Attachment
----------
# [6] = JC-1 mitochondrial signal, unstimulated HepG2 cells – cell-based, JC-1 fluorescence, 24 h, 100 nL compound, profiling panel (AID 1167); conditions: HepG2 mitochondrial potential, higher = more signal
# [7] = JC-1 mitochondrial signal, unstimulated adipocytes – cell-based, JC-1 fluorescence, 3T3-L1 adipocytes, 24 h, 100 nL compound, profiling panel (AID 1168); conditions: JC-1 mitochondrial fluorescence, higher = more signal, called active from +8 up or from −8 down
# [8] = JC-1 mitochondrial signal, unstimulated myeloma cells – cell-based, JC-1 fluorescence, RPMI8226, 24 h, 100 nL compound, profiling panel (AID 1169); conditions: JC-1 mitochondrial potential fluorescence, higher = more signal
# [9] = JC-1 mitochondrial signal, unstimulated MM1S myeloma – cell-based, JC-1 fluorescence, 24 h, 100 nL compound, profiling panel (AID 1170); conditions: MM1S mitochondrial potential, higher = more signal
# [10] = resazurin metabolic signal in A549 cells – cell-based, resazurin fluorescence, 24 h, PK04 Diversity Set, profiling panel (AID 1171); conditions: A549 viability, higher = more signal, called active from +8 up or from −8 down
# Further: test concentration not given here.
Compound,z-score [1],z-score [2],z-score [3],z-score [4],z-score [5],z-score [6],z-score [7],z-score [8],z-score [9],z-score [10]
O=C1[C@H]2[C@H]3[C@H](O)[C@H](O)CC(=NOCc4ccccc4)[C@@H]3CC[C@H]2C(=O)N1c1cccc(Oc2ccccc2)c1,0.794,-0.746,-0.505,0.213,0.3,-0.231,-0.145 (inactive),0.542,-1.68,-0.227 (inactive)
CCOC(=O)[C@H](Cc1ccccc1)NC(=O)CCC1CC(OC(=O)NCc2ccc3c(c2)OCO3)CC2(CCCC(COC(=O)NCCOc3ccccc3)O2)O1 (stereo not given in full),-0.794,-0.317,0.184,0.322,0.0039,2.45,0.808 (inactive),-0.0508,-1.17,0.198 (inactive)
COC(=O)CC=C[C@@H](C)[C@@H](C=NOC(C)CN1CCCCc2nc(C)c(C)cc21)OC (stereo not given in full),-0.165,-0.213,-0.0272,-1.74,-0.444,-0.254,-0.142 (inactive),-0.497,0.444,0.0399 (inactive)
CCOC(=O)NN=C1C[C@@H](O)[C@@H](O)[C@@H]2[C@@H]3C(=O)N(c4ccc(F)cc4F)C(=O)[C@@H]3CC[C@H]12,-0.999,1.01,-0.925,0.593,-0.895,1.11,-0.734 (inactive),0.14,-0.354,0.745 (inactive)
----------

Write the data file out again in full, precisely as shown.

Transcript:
# [6] = JC-1 mitochondrial signal, unstimulated HepG2 cells – cell-based, JC-1 fluorescence, 24 h, 100 nL compound, profiling panel (AID 1167); conditions: HepG2 mitochondrial potential, higher = more signal
# [7] = JC-1 mitochondrial signal, unstimulated adipocytes – cell-based, JC-1 fluorescence, 3T3-L1 adipocytes, 24 h, 100 nL compound, profiling panel (AID 1168); conditions: JC-1 mitochondrial fluorescence, higher = more signal, called active from +8 up or from −8 down
# [8] = JC-1 mitochondrial signal, unstimulated myeloma cells – cell-based, JC-1 fluorescence, RPMI8226, 24 h, 100 nL compound, profiling panel (AID 1169); conditions: JC-1 mitochondrial potential fluorescence, higher = more signal
# [9] = JC-1 mitochondrial signal, unstimulated MM1S myeloma – cell-based, JC-1 fluorescence, 24 h, 100 nL compound, profiling panel (AID 1170); conditions: MM1S mitochondrial potential, higher = more signal
# [10] = resazurin metabolic signal in A549 cells – cell-based, resazurin fluorescence, 24 h, PK04 Diversity Set, profiling panel (AID 1171); conditions: A549 viability, higher = more signal, called active from +8 up or from −8 down
# Further: test concentration not given here.
Compound,z-score [1],z-score [2],z-score [3],z-score [4],z-score [5],z-score [6],z-score [7],z-score [8],z-score [9],z-score [10]
O=C1[C@H]2[C@H]3[C@H](O)[C@H](O)CC(=NOCc4ccccc4)[C@@H]3CC[C@H]2C(=O)N1c1cccc(Oc2ccccc2)c1,0.794,-0.746,-0.505,0.213,0.3,-0.231,-0.145 (inactive),0.542,-1.68,-0.227 (inactive)
CCOC(=O)[C@H](Cc1ccccc1)NC(=O)CCC1CC(OC(=O)NCc2ccc3c(c2)OCO3)CC2(CCCC(COC(=O)NCCOc3ccccc3)O2)O1 (stereo not given in full),-0.794,-0.317,0.184,0.322,0.0039,2.45,0.808 (inactive),-0.0508,-1.17,0.198 (inactive)
COC(=O)CC=C[C@@H](C)[C@@H](C=NOC(C)CN1CCCCc2nc(C)c(C)cc21)OC (stereo not given in full),-0.165,-0.213,-0.0272,-1.74,-0.444,-0.254,-0.142 (inactive),-0.497,0.444,0.0399 (inactive)
CCOC(=O)NN=C1C[C@@H](O)[C@@H](O)[C@@H]2[C@@H]3C(=O)N(c4ccc(F)cc4F)C(=O)[C@@H]3CC[C@H]12,-0.999,1.01,-0.925,0.593,-0.895,1.11,-0.734 (inactive),0.14,-0.354,0.745 (inactive)